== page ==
A disk drive of this embodiment is assumed to be a magnetic disk drive of the perpendicular magnetic recording type. As shown in FIG. 3, the disk drive comprises a drive mechanism incorporated in a drive main body, i.e., a casing 7 (the upper cover thereof is not shown). The drive mechanism includes a disk 1, a spindle motor (SPM) 2 and an actuator.
 The actuator comprises an arm 4 including a suspension on which a magnetic head 3 is mounted, and a voice coil motor (VCM) 5 which moves the arm 4 in the radial directions on the disk 1. The actuator moves the magnetic head 3 in the radial directions on the disk in a data read/write operation. When the data read/write operation is ceased, the actuator executes an unloading operation to move the magnetic head 3 away from the disk 1 to park it in a ramp member (not shown) located outside the disk 1.
 The magnetic head 3 includes a write head of an inductive type and a read head having a GMR element, which are separated from each other and mounted on one slider. The casing 7 includes a circuit board 6 on which a preamplifier circuit and the like are mounted. The preamplifier circuit is connected to the magnetic head 3 through an FPC (flexible print cable), thereby transmitting a read/write signal.
 (Structure of a Disk)
 As shown in FIG. 4, the disk 1 has a double-layered structure including a recording magnetic layer 24 exhibiting magnetic anisotropy in the vertical direction and a soft magnetic layer 22 interposed between a substrate 21 and the recording magnetic layer 24. The substrate 21 is made of aluminum or glass material. An intermediate control layer 23 may be interposed between the soft magnetic layer 22 and the recording magnetic layer 24. A surface protecting layer 25 is formed on the recording magnetic layer 24.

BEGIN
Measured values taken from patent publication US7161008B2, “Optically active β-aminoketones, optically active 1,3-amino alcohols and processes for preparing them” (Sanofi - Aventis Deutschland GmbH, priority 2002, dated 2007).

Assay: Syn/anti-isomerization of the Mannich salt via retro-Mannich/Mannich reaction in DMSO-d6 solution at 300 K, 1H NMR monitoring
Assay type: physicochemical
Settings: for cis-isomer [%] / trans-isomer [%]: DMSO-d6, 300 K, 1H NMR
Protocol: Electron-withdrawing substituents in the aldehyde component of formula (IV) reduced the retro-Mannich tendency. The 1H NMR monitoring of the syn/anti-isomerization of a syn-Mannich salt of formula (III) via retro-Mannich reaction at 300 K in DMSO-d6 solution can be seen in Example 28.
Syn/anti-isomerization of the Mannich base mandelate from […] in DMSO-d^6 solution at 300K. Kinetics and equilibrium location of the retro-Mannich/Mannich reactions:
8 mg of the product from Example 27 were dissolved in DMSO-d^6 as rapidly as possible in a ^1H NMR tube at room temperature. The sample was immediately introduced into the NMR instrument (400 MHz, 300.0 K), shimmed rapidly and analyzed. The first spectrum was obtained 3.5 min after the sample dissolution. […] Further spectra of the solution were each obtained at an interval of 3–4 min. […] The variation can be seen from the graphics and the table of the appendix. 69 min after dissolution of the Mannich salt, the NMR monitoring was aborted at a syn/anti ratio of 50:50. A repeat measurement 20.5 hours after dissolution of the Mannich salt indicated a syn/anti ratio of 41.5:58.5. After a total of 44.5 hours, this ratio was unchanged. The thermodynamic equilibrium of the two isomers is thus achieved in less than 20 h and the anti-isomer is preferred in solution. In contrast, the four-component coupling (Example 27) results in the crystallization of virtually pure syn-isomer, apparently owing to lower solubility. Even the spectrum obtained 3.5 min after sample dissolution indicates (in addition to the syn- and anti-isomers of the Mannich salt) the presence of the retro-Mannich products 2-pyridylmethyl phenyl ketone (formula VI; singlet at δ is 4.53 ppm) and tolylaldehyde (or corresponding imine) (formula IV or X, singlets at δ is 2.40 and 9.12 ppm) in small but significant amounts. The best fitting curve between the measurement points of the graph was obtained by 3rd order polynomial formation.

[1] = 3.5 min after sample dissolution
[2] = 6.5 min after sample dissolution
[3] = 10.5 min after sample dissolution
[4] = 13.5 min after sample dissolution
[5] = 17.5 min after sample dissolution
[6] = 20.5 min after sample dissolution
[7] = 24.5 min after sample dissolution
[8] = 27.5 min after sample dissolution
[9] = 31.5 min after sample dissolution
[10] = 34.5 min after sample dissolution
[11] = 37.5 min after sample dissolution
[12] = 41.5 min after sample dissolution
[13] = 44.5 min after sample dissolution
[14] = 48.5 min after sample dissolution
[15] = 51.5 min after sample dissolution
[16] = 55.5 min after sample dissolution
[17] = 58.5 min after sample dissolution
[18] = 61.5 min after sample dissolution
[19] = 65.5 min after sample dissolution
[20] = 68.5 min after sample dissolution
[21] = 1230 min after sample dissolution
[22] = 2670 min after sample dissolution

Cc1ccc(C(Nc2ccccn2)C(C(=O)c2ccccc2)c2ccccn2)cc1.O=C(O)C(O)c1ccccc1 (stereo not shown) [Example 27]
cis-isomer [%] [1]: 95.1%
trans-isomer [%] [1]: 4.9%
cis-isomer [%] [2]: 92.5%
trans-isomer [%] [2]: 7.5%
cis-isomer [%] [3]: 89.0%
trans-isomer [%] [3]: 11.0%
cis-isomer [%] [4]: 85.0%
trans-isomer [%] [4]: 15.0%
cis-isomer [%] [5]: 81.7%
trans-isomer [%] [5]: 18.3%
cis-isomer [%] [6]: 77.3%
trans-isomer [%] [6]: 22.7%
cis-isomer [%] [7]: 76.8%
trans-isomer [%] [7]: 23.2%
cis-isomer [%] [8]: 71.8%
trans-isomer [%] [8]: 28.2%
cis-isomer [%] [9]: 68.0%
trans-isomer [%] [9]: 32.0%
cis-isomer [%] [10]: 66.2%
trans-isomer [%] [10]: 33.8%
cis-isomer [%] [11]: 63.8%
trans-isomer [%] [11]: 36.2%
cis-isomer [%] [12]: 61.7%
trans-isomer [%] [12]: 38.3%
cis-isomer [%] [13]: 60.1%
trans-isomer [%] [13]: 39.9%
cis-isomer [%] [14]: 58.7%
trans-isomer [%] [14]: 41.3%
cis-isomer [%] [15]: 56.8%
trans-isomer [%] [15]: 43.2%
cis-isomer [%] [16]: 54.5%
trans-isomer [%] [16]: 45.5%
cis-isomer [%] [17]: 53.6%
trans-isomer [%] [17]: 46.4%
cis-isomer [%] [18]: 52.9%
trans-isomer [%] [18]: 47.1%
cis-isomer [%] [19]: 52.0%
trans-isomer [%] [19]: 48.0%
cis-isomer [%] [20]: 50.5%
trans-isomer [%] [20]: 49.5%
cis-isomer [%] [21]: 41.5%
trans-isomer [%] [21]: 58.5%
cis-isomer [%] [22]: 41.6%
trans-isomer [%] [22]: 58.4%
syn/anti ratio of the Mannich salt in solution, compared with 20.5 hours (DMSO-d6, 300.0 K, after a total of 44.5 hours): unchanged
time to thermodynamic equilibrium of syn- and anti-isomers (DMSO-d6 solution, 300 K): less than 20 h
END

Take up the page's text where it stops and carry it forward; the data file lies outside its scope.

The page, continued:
As shown in FIG. 1, in the disk 1 of the above structure, a number of tracks 100 are formatted on a data surface (the recording magnetic layer 24) to form concentric circles in radial directions. Each track 100 is divided into servo areas and data areas as will be described layer. The data area is used to store user data and divided into a plurality of data sectors. The servo area is used to store servo data for position-controlling the magnetic head 3 to a target track of the disk 1.
 As shown in FIG. 2, the disk 1 includes not only the tracks 100 where data 100D are recorded but also a non-signal region (corresponding to a guard band, hereinafter referred to as GB area) 200 between adjacent tracks 100. In the GB area 200, a magnetic pattern repeated at a high frequency is recorded by perpendicular magnetic recording. In other words, the GB area 200 is kept in an AC (alternate current) magnetized state, not a uniform DC (direct current) magnetized state as in the conventional disk. Alternatively, the GB area 200 may have a random magnetic pattern, that is, it may be in a random magnetized state. It is preferable that the frequency of an AC magnetic pattern recorded in the GB area 200 be equal to or higher than the maximum recording frequency of the data 100D recorded in the track 100. In FIG. 2, the symbol TW denotes a track width. The arrow DD indicates seek directions of the magnetic head 3, i.e., the radial directions of the disk 1.
 (Functions and Effects)
 In the disk drive of this embodiment, as shown in FIG. 2, the magnetic head 3 is moved to a target track 100 on the disk 1 by drive control of the actuator (VCM 5) in a data read/write operation. In the data read operation, the data 100D magnetically recorded in the track 100 in a direction perpendicular to the disk is read out by the read head (GMR element) included in the magnetic disc 3.